top of page

Meet the potentially planet-saving companies joining gener8tor accelerator's first climate cohort

Gener8tor, the decade-old startup accelerator that focuses on underserved founders around the U.S., has revealed the inaugural cohort of its climate-focused accelerator program.

With a concentration on markets in the U.S. that haven’t received the same attention as San Francisco, Boston, NYC, Austin and Seattle, gener8tor’s accelerator programs have managed to garner accolades and results for the startups they work with.

To date, gener8tor has worked with over 850 startups through their free and investment-based accelerator programs. These companies have gone on to raise over $1 billion in follow on funding, and of the 185+ alum who have gone through their investment accelerators, over half have raised more than $1 million or been acquired.

And gener8tor measures success on more than just funds invested alone. They're looking at diversity and inclusion as part of their benchmarking as well.

At least 38% of the startups gener8tor works with have one founder of color, and 40% of the companies have at least one woman on the founding team.

With this first climate cohort, the accelerator program is looking to mentor company founders on how best to get the traction and scale needed to turn their startup ideas into planet-saving success stories, according to Ryan Jeffery, the managing director of gener8tor Sustainability.

"It starts with the urgency of the problem. We recognized the challenge of climate change isn't going away," says Jeffery.

That's why gener8tor is working with the following five companies -- to help them grow into businesses that are tackling key pain points in the push to mitigate greenhouse gas emissions and help the nation adapt to a changing climate.

Here's the cohort:

blip energy: This Evanston, IL-based startup founded by Sophia Wennstedt and Chance Cobb expands access to energy storage by offering a smart and affordable second-life battery that brings resilience, cost savings and IOT energy management to any and every home.

It's Electric: Tiya Gordon and Nathan King, the co-founders of Brooklyn-based It's Electric are developing technologies to provide curbside EV charging in urban neighborhoods, accelerating the transition to electric vehicles for the millions of drivers who rely on street parking.

Carbon Yield: Agriculture accounts for 10% of greenhouse gas emissions in the U.S. But there are some simple steps that farmers can take to reduce that figure. Sam Schiller and Claire Pluard are working to ensure the farmers in America's breadbasket are getting the financial incentives and rewards for cutting their carbon footprint along with their grains.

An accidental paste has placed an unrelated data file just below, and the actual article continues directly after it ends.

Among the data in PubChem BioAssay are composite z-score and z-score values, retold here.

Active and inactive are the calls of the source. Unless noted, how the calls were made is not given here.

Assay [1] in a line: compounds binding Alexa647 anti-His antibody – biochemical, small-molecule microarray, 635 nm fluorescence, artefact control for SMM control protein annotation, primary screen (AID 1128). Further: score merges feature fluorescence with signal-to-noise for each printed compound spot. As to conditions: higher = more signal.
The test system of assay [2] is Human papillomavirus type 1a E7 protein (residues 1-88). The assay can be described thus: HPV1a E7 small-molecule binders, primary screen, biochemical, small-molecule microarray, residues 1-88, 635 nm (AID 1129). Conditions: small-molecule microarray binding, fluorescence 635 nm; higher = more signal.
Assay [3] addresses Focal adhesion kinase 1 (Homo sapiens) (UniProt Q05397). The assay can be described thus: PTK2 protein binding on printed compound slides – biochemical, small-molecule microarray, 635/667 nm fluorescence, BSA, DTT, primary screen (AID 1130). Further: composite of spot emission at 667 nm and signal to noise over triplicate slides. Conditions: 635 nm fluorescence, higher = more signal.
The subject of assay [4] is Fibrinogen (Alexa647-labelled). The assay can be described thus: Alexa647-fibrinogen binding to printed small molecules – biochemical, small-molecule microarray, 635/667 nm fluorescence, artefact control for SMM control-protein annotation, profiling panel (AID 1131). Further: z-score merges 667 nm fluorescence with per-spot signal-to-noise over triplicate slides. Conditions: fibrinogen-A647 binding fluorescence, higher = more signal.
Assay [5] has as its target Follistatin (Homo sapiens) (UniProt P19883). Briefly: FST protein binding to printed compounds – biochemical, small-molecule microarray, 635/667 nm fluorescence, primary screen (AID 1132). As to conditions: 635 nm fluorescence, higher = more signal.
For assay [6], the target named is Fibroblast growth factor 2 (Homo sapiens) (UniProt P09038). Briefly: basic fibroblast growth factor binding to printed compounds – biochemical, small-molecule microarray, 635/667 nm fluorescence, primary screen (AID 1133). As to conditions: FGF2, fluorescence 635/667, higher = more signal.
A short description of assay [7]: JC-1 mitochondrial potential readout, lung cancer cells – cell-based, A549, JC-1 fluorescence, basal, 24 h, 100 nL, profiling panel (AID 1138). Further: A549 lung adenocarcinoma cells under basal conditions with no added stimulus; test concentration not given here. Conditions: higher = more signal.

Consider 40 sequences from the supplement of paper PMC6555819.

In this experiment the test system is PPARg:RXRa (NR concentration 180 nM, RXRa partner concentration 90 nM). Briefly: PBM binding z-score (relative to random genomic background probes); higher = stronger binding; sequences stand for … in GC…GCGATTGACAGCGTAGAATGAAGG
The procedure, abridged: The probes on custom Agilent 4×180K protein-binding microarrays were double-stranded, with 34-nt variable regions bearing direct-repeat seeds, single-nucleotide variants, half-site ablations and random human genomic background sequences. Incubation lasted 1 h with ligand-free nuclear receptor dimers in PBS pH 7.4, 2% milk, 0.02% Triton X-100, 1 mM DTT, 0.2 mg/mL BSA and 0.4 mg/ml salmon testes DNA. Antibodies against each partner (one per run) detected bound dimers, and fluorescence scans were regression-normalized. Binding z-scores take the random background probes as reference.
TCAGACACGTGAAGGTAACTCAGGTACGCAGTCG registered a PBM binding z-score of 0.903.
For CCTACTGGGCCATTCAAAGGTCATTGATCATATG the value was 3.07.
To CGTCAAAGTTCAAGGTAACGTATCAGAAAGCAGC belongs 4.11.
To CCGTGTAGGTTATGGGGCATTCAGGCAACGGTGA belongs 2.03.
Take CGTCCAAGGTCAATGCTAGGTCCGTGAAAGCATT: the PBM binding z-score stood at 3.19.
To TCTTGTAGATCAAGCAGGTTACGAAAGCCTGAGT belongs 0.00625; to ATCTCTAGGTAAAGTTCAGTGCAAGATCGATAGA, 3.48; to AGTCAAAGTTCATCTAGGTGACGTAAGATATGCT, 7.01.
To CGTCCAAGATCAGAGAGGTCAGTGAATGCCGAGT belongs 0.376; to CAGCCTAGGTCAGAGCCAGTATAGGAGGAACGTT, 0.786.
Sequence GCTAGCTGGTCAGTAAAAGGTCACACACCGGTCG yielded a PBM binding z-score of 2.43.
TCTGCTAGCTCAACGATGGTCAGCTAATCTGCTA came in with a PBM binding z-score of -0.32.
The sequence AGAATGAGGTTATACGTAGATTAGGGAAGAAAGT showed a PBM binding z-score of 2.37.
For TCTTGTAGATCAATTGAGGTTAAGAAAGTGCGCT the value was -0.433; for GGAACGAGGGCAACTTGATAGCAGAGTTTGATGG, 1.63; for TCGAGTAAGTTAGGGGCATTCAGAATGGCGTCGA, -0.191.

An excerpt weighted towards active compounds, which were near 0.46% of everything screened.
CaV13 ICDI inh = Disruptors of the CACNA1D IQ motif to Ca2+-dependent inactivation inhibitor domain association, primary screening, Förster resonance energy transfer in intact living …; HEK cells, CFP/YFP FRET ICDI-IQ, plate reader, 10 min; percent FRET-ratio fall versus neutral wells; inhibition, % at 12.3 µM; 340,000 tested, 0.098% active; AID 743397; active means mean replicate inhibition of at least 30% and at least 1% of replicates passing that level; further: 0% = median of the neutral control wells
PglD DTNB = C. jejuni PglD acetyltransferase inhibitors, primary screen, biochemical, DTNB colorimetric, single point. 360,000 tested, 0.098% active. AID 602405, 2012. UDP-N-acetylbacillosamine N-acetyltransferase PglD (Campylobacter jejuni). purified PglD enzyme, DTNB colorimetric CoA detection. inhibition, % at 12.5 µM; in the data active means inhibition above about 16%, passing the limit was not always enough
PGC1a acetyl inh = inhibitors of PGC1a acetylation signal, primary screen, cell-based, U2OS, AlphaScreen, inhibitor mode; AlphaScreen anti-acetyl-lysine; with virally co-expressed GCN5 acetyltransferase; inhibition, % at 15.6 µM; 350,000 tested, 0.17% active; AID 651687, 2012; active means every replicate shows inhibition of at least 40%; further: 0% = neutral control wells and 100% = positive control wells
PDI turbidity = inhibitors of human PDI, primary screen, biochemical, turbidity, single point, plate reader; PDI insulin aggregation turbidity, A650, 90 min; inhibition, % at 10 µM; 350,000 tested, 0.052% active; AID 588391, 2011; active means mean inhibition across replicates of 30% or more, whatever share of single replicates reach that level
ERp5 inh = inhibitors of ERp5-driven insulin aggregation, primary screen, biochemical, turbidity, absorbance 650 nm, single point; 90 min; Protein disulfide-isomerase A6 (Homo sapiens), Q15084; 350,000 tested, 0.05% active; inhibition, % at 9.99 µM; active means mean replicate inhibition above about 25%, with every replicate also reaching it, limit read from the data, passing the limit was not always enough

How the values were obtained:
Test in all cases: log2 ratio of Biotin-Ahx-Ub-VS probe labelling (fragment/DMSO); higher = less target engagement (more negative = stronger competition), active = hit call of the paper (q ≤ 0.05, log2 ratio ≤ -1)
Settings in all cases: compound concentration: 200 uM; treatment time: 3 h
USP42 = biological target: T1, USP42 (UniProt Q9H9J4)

Mycocycle: This innovative company out of Bolingbroke, IL, uses the fungus among us to turn trash into treasure. Founded by Joanne Rodriguez, company has a new application for new waste management practices through a patent-pending process that uses fungi to remove toxins from trash to create reusable value streams.

Solar Steam: This Canadian company is tackling the problem of industrial heating using concentrating solar power. The concentrated rays of the sun heat pressurized water at temperatures of up to 550 degrees celsius to be used in industrial applications. Industrial heating, Solar Steam founder Apostol Radev well knows, accounts for around 22% of greenhouse gas emissions.

For Jeffery, who previously worked as a serial entrepreneur and investor, these companies represent significant solutions to some of the big challenges of vehicle and home electrification, sustainable agriculture, industrial energy use, and waste management.

Over the next three months, the founders of the five companies will receive coaching and mentorship along with $100,000 in exchange for a 7% equity stake to grow their businesses.

"We need as much rapid scaling of climate tech companies as possible and that’s the window that we used for selecting companies for this program," Jeffery says.

bottom of page